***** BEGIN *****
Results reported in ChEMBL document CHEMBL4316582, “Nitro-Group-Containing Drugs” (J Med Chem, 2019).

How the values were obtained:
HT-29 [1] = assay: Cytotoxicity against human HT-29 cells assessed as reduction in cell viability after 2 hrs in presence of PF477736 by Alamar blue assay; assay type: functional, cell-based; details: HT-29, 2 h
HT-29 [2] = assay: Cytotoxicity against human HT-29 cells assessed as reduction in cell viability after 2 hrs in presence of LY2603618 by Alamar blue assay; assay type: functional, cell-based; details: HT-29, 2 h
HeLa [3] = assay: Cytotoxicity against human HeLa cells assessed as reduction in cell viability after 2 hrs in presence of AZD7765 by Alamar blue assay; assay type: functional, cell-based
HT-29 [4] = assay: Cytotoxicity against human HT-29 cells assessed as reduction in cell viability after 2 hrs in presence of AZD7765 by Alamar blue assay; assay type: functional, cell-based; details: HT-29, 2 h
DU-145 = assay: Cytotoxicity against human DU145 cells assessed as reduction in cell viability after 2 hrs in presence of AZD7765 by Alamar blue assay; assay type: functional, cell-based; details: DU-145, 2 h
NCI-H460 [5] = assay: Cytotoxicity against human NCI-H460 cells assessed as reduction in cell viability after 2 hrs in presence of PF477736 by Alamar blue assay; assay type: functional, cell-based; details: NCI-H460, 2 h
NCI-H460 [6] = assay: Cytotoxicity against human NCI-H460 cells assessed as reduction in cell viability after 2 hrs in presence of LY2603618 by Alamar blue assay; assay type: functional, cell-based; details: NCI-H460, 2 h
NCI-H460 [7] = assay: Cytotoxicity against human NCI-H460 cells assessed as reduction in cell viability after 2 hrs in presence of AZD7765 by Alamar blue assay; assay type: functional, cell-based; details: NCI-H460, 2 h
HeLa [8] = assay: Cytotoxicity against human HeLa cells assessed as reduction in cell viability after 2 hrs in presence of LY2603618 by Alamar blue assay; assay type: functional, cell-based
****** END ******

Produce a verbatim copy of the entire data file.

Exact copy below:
Results reported in ChEMBL document CHEMBL4316582, “Nitro-Group-Containing Drugs” (J Med Chem, 2019).

How the values were obtained:
HT-29 [1] = assay: Cytotoxicity against human HT-29 cells assessed as reduction in cell viability after 2 hrs in presence of PF477736 by Alamar blue assay; assay type: functional, cell-based; details: HT-29, 2 h
HT-29 [2] = assay: Cytotoxicity against human HT-29 cells assessed as reduction in cell viability after 2 hrs in presence of LY2603618 by Alamar blue assay; assay type: functional, cell-based; details: HT-29, 2 h
HeLa [3] = assay: Cytotoxicity against human HeLa cells assessed as reduction in cell viability after 2 hrs in presence of AZD7765 by Alamar blue assay; assay type: functional, cell-based
HT-29 [4] = assay: Cytotoxicity against human HT-29 cells assessed as reduction in cell viability after 2 hrs in presence of AZD7765 by Alamar blue assay; assay type: functional, cell-based; details: HT-29, 2 h
DU-145 = assay: Cytotoxicity against human DU145 cells assessed as reduction in cell viability after 2 hrs in presence of AZD7765 by Alamar blue assay; assay type: functional, cell-based; details: DU-145, 2 h
NCI-H460 [5] = assay: Cytotoxicity against human NCI-H460 cells assessed as reduction in cell viability after 2 hrs in presence of PF477736 by Alamar blue assay; assay type: functional, cell-based; details: NCI-H460, 2 h
NCI-H460 [6] = assay: Cytotoxicity against human NCI-H460 cells assessed as reduction in cell viability after 2 hrs in presence of LY2603618 by Alamar blue assay; assay type: functional, cell-based; details: NCI-H460, 2 h
NCI-H460 [7] = assay: Cytotoxicity against human NCI-H460 cells assessed as reduction in cell viability after 2 hrs in presence of AZD7765 by Alamar blue assay; assay type: functional, cell-based; details: NCI-H460, 2 h
HeLa [8] = assay: Cytotoxicity against human HeLa cells assessed as reduction in cell viability after 2 hrs in presence of LY2603618 by Alamar blue assay; assay type: functional, cell-based